Being an entrepreneur or female executive is not for the faint-hearted. I am both. I am the Co-Founder and Executive Vice President of Ra Medical Systems, a medical device company that makes lasers and catheters to treat debilitating dermatological diseases, save patients’ limbs from amputation and improve the quality of life for people around the world.
In my experience, to take your place in the “C-Level,” be it at a company that you start or conglomerate that someone else founded 100 years ago, you have to have your own “Inner C-Suite.”
Conviction and creativity means hiring a welder if you have to.
It begins with conviction that you know what’s best when it comes to the things that matter most for starting and running your business. While you do not have to be the best at everything, you have to be the best at what drives the business and what no one else can do better.
Creativity is essential for rising to the top in positions that are usually filled by men. Having the self-awareness of your strengths and creativity skills – in the case of start-ups, this means serious creativity in bartering, trading, getting resources on credit and networking to bring in others to compensate for your weaknesses. All of this will make you a stronger leader.
In the early days of Ra Medical, the sales force was me, myself and I. Pharos, our excimer laser for psoriasis, vitiligo and atopic dermatitis weighs about 100 pounds and is the size of an airline food cart. While it is about half the size of the competitor and portable enough to easily bring to an office to treat patients in a hands-on demonstration, it was far too heavy for me to lift on my own in the same way that some of the “laser guys” at other companies could do, especially in a dress and high heels. Since the ability to put the laser into the doctor’s hands and do a live clinical training demonstration was something that our competitor simply could not do, it was essential that I figure out how to bring our lasers around the country on my own – cheaply, in rental cars.
With a used motorcycle ramp, local welder who did us a favor, some tie-wraps and discounted Internet mini-van rentals, we
had an economic, portable, quick and convenient demo laser transport system that every sales manager, female and male, has used since. This became a core competitive advantage that enabled us to close high-ticket dermatology capital equipment sales on the spot. It is also a cornerstone of the clinical training and sales program for our DABRA Catheter and Laser for the treatment of Peripheral Artery Disease and embodies the core values of all products: better, safer, faster and less expensive.
But what exactly does courage look like when you’re an entrepreneur?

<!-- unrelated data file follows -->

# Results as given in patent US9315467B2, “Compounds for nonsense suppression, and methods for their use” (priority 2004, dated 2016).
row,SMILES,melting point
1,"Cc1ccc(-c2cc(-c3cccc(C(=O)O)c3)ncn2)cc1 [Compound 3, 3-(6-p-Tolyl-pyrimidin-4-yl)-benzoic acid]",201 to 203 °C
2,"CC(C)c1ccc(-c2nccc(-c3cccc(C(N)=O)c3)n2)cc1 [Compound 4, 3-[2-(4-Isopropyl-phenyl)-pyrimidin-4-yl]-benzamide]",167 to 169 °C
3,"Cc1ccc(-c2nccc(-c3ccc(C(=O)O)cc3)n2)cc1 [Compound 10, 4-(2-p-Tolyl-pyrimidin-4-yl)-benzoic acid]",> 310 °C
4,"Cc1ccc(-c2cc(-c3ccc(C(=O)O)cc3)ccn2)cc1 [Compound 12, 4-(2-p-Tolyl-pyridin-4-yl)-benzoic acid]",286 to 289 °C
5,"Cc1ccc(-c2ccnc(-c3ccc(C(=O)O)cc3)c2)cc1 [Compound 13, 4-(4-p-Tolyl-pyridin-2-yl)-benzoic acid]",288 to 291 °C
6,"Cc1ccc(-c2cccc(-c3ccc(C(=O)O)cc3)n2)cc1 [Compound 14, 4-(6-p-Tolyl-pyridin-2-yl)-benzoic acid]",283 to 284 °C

Of course, you will get nowhere without courage: both to succeed and fail. Courage is how you do a sales pitch for the first time when you know that there is a lot you still do not know; courage is how you tell a customer that he or she is wrong and that you have the ability to educate on what is better; courage is how to sign the paychecks for your employees without knowing how you are going to pay the utility bill next month. Courage is what keeps you going and drives you to find the solution so that you can pay your team and keep the lights on.
Being as changeable/flexible as a chameleon is key.
To succeed, you have to be a chameleon: be exactly what your customer needs on that particular day and time and something entirely different two hours later with a different customer. This applies to employees, employers, peers, shareholders, vendors and the guy whom you sit next to on the red eye flight home.
And the most important C is…
In the end, though, it comes down to caring – not just about your job but also about what your business provides to the world. It’s about caring for your employees and their families and for the people’s lives who you, your company and your product impact. You instill that in the people who work for you and in your family who love and support you.
My 5-year-old knows that every day I go to work to make lasers and catheters that save and improve the quality of people’s lives. She knows that I believe in what I do, and because I believe this, so does she. When I have to take overnight trips, she knows that it’s not that I want to be away from her; it’s that I am trying to make the world a better place for her and her sister and their children to come, both with the products that my company makes and the leadership role that I play in it.
She also knows that I care about the company that I have built and about the people who work for and with me. She knows that I am proud of what I do every day, and it is both a responsibility and earned privilege that people trust me to lead, manage and empower them to succeed.
Every day, I care that I set an example for her and her 2-year-old sister – and every day I show them that they can do anything that they desire for their own “Inner C-Suite” to accomplish.
To access the article on Women 2.0’s website click here.